The articles are written and edited by thousands of volunteers.
Old-fashioned professors required students to write “term papers”, but modern professors require students to write articles for Wikipedia instead.
The encyclopedia is based on the honor system: to keep it worthwhile, please edit responsibly!
Over 99% of Wikipedia’s articles are correct. A few are misleading, so you can’t trust Wikipedia completely and must double-check what you read there, but it’s a good starting point for your research on any topic, especially since most of its articles on controversial topics give a balanced view.
Health For info about health, start at InteliHealth.com. It contains info that’s reliable, easy to understand, and well organized. The Web site is owned by Aetna insurance company, but most of the info comes from (or is approved by) the Harvard Medical School and the University of Pennsylvania School of Dental Medicine, with additional input from the National Institutes of Health (a government agency).
More details from the National Institutes of Health (and the National Library of Medicine) are at MedlinePlus (nlm.nih.gov/medlineplus).
Bogus health claims, from marketers of supplements and “natural cures,” are called “quackery”. To find out which health claims are bogus (false), go to QuackWatch.com.
Tutorials About.com includes easy-to-read articles that tutor you in over 70,000 topics.
Click in the white box that says “GO”. Type whatever topic interests you and press Enter.
You’ll see two lists of Web sites. Ignore the first list (titled “Sponsored Links”), which is just ads; use the second list (called “About.com Search Results”), which shows About.com’s tutorials: click whichever tutorial you want.
Rumors Often you’ll hear a strange rumor, from a friend or an e-mail. You’ll wonder whether the rumor is true. To find out, go to Snopes.com, which analyzes pernicious rumors (just as William Faulkner’s novels analyze the pernicious Snopes family).
To use the site, you can use two methods.
Here’s the fun method.…
Here’s the researcher’s method.…
For the rumor’s details, you see a sample of the full rumor (usually from an e-mail) then an analysis of it by Barbara Mikkelson, the world’s best investigative journalist!
Corporations To find out about any big U.S. company (such as Microsoft or IBM or General Motors or Exxon/Mobil), go to Hoovers.com. Click in the blank box at the screen’s top right corner, type a company’s name (such as “Microsoft”), and press Enter.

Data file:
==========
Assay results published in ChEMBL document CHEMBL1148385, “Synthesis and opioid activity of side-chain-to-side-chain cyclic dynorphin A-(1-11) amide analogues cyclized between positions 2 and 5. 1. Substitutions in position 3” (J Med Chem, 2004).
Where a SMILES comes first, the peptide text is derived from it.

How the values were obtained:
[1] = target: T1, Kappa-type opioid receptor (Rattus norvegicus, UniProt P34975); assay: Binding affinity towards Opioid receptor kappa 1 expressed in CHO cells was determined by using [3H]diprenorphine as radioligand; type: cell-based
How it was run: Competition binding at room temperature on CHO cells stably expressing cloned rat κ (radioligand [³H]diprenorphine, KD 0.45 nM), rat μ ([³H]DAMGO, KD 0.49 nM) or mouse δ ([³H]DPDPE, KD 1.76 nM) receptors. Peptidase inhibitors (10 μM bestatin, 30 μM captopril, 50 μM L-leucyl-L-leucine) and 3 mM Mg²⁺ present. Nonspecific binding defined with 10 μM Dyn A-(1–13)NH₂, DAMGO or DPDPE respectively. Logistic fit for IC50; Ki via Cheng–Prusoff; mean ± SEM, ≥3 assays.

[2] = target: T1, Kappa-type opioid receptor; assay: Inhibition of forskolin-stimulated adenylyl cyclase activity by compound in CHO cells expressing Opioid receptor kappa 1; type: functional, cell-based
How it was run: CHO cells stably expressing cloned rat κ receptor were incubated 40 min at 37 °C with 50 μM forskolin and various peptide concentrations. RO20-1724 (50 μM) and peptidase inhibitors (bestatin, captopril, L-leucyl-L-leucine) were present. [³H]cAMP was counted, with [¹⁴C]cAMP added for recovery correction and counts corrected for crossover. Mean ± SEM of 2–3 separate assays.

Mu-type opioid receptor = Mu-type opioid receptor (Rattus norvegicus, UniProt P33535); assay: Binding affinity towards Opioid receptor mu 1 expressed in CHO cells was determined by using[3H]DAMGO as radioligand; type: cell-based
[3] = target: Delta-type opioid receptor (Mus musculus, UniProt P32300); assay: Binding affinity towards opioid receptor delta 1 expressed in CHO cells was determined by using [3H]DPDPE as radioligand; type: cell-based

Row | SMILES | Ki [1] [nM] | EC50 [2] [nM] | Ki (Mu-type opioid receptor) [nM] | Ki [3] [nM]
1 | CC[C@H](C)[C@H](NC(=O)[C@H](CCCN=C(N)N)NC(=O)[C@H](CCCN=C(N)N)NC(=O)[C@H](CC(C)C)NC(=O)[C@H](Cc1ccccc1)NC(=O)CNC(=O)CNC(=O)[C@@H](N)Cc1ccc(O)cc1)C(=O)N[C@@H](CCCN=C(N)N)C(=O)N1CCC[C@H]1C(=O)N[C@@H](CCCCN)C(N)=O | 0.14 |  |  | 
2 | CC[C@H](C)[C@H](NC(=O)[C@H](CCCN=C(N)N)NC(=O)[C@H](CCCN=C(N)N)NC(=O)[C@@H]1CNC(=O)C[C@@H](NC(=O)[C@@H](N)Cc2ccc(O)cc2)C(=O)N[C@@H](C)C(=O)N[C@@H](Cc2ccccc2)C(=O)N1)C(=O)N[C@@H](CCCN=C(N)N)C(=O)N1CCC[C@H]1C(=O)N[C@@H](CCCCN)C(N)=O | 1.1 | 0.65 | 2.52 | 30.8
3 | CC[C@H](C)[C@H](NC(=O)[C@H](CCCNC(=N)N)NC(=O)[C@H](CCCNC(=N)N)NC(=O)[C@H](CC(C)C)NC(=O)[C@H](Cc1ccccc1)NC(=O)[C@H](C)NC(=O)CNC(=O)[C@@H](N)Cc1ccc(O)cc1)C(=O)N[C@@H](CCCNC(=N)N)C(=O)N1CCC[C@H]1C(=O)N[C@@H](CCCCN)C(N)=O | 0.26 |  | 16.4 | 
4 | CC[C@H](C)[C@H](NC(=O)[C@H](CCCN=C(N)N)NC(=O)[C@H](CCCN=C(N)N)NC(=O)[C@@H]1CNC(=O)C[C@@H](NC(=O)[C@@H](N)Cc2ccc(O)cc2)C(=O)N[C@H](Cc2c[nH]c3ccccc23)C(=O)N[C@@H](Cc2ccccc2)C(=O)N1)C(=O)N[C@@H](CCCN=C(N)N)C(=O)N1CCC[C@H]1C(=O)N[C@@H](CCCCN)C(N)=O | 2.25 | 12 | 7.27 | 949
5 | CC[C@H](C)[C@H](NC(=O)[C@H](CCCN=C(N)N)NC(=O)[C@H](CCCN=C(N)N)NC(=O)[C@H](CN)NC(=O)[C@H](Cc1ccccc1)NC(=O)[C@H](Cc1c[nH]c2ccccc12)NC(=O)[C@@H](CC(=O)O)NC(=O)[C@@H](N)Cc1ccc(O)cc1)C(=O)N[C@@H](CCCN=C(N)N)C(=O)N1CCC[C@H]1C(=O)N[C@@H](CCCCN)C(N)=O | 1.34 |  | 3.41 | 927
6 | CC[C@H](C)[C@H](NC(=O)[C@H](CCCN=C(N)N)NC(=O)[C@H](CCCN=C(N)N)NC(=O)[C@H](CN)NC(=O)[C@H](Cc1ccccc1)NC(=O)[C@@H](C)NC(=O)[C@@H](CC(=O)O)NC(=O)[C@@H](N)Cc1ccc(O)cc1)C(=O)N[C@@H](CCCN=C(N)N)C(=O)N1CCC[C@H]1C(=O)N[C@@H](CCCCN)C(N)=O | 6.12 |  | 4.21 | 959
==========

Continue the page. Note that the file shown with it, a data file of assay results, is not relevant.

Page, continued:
You’ll see a list of companies related to what you typed. For each company, you see its headquarters city and annual revenue (how many dollars worth of goods or services they sold in a year). Click the name of whichever company you wish. Then you see the company’s stock symbol (if any), address, phone number, and fax number.
Near the top, you see 4 topics about the company:
Click whichever topic interests you, then scroll down to read details about that topic. (You’ll be invited to buy a subscription to see more details.)
Home values To find out the worth of your home (the home you’re in now or any home you’re curious about), go to Zillow.com, click in the box under “Find home values and listings”, type the home’s address, and press Enter. You’ll see:
Lawns For advice on caring for your lawn, go to a Web site run by the University of Illinois and called Lawn Challenge (www.urbanext.uiuc.edu/lawnchallenge).
It lets you click on 8 lessons:
You’re supposed to do the lessons in that order; so to become a complete lawn expert, start by clicking “Know Your Lawn Grasses”.
Each lesson contains several pages of well-written text. (Click “>” at a page’s bottom-right corner, to proceed to the next page.) The text is accompanied by photos of good and bad lawns. The lesson ends with a test on how well you understood the lesson.
The details apply to lawns in northern Illinois, but the general principles apply to all lawns. Next time you argue with your neighbors or family about your lawn, here’s how to make them shut up: say “I took a college course on the topic and passed all the tests.”
You can reach your government through the Internet.
General site To explore the US government, start at USA.gov and follow the links.
Taxes For help with federal taxes, contact the Internal Revenue Service (IRS.gov). To get a tax form or instructions, click one of the forms mentioned at the screen’s left edge or do this:
You see the tax form (or instructions) on your screen. To copy onto paper, click the Printer icon that’s near the top of the screen’s left edge then press Enter. When the printing has finished, click the Back button (which is at the screen’s top-left corner and has a left arrow on it) so you can see and print other forms and instructions.